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Citizens Uprising

Author: Christina Julian
October, 2015 Issue

To me, self-certification feels about as effective as asking a teenager to monitor their own use of screen time.


Last month, I dissected the Napa Grand Jury report and its potential implications on use permit compliance and winery growth. In July, the Agricultural Protection Advisory Committee (APAC) took a sidestep stance to address some of the issues outlined in the report, with its proposal to enact a self-certification program. If approved, it would require wineries in unincorporated parts of the county to certify compliance with regards to wine production limits and use permit requirements. To me, self-certification feels about as effective as asking a teenager to monitor their own use of screen time. APAC also suggested that a formula be created to assess fines and penalties as a means for dropping the hammer on delinquent wineries. It’ll be interesting to see if the Board of Supervisors embraces or denies these and other proposals that are sure to surface by the scheduled November meeting.
As an array of bureaucratic red tape and posturing soar over growth-related disputes, an army of community-based coalitions have risen to protect our grape-soaked Promised Land from exploitation. The communal approach to saving rural Napa Valley may not feel nearly as encumbered as the bureaucratic systems at play—though the impact stands to be just as staggering.

The upright citizens’ brigade

While I’ve long since abandoned my sarcastic East Coast alter ego and tempered my panache for snarky improv troupes and Saturday Night Live vigils, Wine Country living has offered its own uprising of citizen brigades, which are no less entertaining (and far more heated). Last year, Citizen’s Voice St. Helena filed a suit against the city for its approval of the Davies Family Winery expansion and tasting room, which the group felt violated the California Environmental Quality Act (CEQA), when an environmental impact report wasn’t ordered despite the potential winery’s perceived impacts on safety, noise, water and traffic. Another local interest group, Defenders of East Napa Watersheds, waged a war against the proposed Walt Ranch hillside development project. The potential compound in question, which could result in the ripping out of 28,000 trees, got folks wagging more than fingers, when 150 public complaint letters slammed the project to county officials during the period of July to November 2014.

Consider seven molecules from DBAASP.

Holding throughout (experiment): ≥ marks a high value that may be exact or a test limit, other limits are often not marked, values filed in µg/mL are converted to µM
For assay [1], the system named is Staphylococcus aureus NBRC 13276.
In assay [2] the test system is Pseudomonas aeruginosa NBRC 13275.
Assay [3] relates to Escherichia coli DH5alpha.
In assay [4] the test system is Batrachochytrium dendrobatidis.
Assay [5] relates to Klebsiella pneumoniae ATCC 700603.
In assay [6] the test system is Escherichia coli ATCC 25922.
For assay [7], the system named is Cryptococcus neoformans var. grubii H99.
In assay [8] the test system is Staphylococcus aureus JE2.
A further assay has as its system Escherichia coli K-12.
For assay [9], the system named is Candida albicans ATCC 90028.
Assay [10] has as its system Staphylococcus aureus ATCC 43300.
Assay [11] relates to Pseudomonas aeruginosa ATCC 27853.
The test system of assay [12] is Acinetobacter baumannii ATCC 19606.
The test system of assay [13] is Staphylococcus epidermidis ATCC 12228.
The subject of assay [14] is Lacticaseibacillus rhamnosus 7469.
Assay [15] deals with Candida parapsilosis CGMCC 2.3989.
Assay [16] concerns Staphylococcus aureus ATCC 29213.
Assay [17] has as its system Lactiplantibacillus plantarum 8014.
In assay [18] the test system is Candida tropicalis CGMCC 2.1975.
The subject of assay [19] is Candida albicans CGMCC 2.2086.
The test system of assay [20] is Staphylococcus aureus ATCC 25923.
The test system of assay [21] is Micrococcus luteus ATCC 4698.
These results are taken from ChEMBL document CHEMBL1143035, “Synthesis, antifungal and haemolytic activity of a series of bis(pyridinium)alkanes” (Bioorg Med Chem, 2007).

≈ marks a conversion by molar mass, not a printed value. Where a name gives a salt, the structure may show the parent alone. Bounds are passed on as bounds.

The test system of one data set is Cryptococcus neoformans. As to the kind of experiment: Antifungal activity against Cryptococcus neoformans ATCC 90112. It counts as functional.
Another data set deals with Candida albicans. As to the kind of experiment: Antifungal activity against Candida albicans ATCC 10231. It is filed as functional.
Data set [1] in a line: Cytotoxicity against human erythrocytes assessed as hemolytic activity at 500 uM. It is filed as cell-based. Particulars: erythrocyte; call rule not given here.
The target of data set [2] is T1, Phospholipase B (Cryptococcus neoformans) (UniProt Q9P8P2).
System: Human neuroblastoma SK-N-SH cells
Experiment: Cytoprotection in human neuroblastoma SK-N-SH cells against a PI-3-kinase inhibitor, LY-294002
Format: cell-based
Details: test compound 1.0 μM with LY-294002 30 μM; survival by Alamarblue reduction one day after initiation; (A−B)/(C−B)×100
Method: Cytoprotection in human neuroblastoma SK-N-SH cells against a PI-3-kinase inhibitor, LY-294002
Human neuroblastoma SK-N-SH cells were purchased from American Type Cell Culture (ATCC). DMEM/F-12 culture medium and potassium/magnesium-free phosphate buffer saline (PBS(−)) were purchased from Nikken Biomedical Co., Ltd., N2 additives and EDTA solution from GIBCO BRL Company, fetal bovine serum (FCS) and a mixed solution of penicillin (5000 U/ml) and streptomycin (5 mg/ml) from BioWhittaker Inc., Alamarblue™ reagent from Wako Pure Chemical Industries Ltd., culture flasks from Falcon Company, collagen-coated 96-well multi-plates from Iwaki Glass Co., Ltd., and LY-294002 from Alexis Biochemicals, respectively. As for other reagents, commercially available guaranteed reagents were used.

This March, Napa Vision 2050 formed as a political action committee to protect Napa Valley and its finite resources from the perils of growth. In June, the group, together with Defenders of East Napa Watersheds, Protect Rural Napa, California Preservation Foundation and the Napa Sierra Club, went as far as hosting a CEQA workshop to educate the community on the act and arm locals with knowledge regarding the laws in place to protect our environmental assets.

The battle lines

Many North Bay debates center on the distinction between wineries as production facilities verses mega event centers (cue Disneyland comparisons now), the latter of which, some feel, have become as rampant as the wildfires that plague our highlands. This contention and activism over growth bleeds well beyond our own valley, with the formation of groups like The 4 County Network, which unites Napa with the sister counties of Sonoma, Lake and Mendocino, all aligned in the quest for mindful land and water use. Given it takes at least 30 gallons of water to produce one glass of wine, concerned citizens lash out over the amount of water that needs to be trucked in to support our wineries and the amount of wastewater that’s trucked out of our drought-ridden land. Documentaries like “The Russian River: All Rivers—The Value of an American Watershed” roll and chronicle the fallout of overdevelopment on our watersheds, rousing audiences against the lure of turbocharged tourism at the expense of our land.
Gauntlets have dropped (depending on who you talk to, some argue not hard enough), like in the case of Wagner Family, which was forced into a $1 million settlement as penance for exceeding the permitted production capacity at its Caymus winery. You have to wonder if APACS’s proposed self-certification process would do much to curtail infractions at these epic levels.
As pithy catchphrases like “Battling Big Wine,” “ag-washing” and “monoculture” infiltrate Wine Country conversations, it conjures memories of a time when smoking was in and taking down “Big Tobacco” dominated the airwaves. It also brings to mind responsible drinking campaigns that plastered billboards and TV screens with simple mantras like: moderation. The same could be argued when it comes to winery development.


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